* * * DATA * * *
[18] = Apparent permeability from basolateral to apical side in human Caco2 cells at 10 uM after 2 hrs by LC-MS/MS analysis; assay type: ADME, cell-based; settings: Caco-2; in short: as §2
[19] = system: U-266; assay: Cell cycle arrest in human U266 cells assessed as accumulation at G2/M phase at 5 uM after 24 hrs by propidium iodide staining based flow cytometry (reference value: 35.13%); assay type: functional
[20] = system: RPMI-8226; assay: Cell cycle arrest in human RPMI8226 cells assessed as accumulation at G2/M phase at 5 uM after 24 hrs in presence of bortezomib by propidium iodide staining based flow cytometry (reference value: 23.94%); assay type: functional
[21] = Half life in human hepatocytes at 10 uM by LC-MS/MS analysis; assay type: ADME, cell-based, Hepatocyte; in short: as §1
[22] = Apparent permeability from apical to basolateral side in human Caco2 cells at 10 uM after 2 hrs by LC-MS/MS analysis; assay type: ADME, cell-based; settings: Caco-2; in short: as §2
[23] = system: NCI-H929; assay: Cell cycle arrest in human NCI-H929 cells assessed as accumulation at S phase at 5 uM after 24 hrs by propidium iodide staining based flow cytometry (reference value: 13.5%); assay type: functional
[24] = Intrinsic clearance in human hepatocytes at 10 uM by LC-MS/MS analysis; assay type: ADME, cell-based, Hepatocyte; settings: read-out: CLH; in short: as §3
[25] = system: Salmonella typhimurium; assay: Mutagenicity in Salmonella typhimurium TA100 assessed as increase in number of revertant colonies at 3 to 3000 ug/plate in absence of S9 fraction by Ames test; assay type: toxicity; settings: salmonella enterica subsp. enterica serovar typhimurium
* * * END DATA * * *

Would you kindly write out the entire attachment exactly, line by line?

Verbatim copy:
[18] = Apparent permeability from basolateral to apical side in human Caco2 cells at 10 uM after 2 hrs by LC-MS/MS analysis; assay type: ADME, cell-based; settings: Caco-2; in short: as §2
[19] = system: U-266; assay: Cell cycle arrest in human U266 cells assessed as accumulation at G2/M phase at 5 uM after 24 hrs by propidium iodide staining based flow cytometry (reference value: 35.13%); assay type: functional
[20] = system: RPMI-8226; assay: Cell cycle arrest in human RPMI8226 cells assessed as accumulation at G2/M phase at 5 uM after 24 hrs in presence of bortezomib by propidium iodide staining based flow cytometry (reference value: 23.94%); assay type: functional
[21] = Half life in human hepatocytes at 10 uM by LC-MS/MS analysis; assay type: ADME, cell-based, Hepatocyte; in short: as §1
[22] = Apparent permeability from apical to basolateral side in human Caco2 cells at 10 uM after 2 hrs by LC-MS/MS analysis; assay type: ADME, cell-based; settings: Caco-2; in short: as §2
[23] = system: NCI-H929; assay: Cell cycle arrest in human NCI-H929 cells assessed as accumulation at S phase at 5 uM after 24 hrs by propidium iodide staining based flow cytometry (reference value: 13.5%); assay type: functional
[24] = Intrinsic clearance in human hepatocytes at 10 uM by LC-MS/MS analysis; assay type: ADME, cell-based, Hepatocyte; settings: read-out: CLH; in short: as §3
[25] = system: Salmonella typhimurium; assay: Mutagenicity in Salmonella typhimurium TA100 assessed as increase in number of revertant colonies at 3 to 3000 ug/plate in absence of S9 fraction by Ames test; assay type: toxicity; settings: salmonella enterica subsp. enterica serovar typhimurium